In the US we're fortunate to have billions of gallons of clean water delivered daily to our homes, then piped away when we're done. Unfortunately, a lack of infrastructure funding could threaten our water.
As the climate warms, scientists say we will have more intense storms and droughts and more precipitation falling as rain instead of snow. This could have serious consequences for our nation's water systems.
While hanging out in the yard can be carefree summer fun, saving water is serious business, especially as a devastating drought continues in the southwest US. But with these tips, conserving water doesn't have to be a drag.
69 percent of global freshwater is stored in glaciers and ice caps.
One pound of potatoes has a water footprint of 119 gallons.
The average cheese pizza has a water footprint of 333 gallons.
One pound of cheese has a water footprint of 600 gallons.
On average, each American flushes 18.5 gal. of water down the toilet every day. More than any other uses like taking showers or washing dishes.
Crop irrigation accounts for 31 percent of all freshwater withdrawals in the U.S.
A frack job used 4.5 million gallons, of which a amount approximately 10 to 40 percent flows back to the surface as toxic water.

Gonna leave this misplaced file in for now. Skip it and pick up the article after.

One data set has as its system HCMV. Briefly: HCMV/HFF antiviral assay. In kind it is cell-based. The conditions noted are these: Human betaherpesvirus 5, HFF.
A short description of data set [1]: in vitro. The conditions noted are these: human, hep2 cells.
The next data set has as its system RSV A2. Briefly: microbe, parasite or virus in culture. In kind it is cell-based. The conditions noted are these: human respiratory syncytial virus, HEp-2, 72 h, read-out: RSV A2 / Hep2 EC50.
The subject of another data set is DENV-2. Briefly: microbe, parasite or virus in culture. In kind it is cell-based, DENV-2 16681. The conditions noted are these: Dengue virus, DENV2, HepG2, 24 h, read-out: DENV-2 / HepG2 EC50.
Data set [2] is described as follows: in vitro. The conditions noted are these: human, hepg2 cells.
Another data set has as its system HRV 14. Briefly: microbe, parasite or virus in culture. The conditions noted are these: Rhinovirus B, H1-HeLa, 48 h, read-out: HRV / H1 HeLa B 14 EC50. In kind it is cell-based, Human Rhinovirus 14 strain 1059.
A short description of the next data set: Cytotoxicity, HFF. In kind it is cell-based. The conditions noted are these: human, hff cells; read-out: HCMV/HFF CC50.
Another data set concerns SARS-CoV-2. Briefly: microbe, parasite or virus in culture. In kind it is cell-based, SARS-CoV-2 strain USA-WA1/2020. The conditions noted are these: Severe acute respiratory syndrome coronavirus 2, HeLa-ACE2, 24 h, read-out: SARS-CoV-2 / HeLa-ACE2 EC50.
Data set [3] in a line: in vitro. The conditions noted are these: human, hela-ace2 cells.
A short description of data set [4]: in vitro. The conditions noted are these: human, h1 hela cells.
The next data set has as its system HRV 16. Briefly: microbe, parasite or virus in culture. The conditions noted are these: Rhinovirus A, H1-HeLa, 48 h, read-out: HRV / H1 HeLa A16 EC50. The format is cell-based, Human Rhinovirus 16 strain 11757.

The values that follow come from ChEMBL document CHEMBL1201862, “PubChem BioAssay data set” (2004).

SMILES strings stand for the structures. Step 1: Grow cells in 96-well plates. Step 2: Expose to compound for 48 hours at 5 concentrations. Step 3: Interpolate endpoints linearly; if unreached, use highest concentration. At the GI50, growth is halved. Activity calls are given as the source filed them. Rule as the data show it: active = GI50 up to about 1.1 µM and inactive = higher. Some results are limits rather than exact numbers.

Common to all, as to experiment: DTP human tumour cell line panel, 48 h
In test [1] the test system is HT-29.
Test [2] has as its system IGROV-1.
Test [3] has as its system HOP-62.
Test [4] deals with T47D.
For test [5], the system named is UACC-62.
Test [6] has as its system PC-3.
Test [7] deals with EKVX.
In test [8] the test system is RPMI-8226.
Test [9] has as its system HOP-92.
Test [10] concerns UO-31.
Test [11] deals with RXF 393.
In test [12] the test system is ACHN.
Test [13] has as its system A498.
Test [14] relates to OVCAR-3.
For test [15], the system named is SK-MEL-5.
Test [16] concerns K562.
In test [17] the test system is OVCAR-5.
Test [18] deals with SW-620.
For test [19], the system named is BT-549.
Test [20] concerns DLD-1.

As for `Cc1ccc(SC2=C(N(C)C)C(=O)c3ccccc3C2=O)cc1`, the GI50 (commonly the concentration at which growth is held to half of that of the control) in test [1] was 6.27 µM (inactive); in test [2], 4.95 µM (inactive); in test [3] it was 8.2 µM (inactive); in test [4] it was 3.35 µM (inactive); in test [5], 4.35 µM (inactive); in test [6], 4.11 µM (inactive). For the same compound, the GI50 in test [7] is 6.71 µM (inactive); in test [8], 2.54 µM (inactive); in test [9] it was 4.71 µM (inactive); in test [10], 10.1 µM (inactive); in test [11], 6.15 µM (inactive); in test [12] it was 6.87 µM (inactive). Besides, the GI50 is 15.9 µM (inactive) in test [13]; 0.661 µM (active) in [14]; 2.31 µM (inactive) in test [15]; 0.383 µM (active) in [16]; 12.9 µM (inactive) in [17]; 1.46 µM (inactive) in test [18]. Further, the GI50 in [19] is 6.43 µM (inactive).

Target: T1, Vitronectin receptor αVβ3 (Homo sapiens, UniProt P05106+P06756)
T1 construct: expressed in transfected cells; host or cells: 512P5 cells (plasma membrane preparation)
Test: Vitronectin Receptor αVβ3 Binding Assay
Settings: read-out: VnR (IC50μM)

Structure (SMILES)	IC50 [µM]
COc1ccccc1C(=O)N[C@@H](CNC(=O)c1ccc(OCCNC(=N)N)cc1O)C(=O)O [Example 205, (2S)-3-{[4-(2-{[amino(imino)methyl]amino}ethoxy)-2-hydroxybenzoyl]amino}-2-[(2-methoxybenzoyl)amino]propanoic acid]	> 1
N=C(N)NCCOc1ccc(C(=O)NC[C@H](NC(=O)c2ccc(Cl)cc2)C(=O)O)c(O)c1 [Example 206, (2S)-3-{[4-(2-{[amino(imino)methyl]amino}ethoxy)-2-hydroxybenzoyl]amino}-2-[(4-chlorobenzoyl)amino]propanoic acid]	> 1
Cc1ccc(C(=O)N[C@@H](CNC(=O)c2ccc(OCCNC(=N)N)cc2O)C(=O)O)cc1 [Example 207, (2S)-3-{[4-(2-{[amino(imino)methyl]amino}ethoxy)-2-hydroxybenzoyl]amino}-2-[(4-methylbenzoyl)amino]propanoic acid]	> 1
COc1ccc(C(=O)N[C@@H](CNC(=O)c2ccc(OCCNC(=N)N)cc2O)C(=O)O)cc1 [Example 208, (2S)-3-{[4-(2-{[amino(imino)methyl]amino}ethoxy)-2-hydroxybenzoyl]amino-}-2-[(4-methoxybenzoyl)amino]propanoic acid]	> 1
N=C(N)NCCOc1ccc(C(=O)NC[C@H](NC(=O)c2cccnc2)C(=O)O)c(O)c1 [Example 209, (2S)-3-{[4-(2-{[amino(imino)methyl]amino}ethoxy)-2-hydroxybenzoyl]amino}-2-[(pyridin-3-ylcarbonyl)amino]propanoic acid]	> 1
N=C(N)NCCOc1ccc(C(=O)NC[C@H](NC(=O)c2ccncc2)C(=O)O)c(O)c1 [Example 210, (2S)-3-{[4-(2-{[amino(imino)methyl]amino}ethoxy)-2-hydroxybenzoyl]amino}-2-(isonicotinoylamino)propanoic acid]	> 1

A shower leaking just 10 drips per minute wastes 500 gallons of water per year. That's enough water to run your dishwasher every day for two months!
Creating a gallon of ethanol consumes about 100 gallons of freshwater. In some regions, ethanol production can take three or more times that amount.
A piece of A5 paper has a water footprint of 3 gallons, but amounts vary depending on wood.
One egg has a water footprint of 53 gallons.
The water footprint of a.5 liter soft drink is between 45 to 82 gallons.
The average American throws away 20 pounds of food each month or about two-thirds of a pound per person per day.
Households directly use the most water indoors in the morning (5am to 11am) because of showering and prepping for the day ahead.
Only 1.3 percent of freshwater is surface waters like lakes and rivers.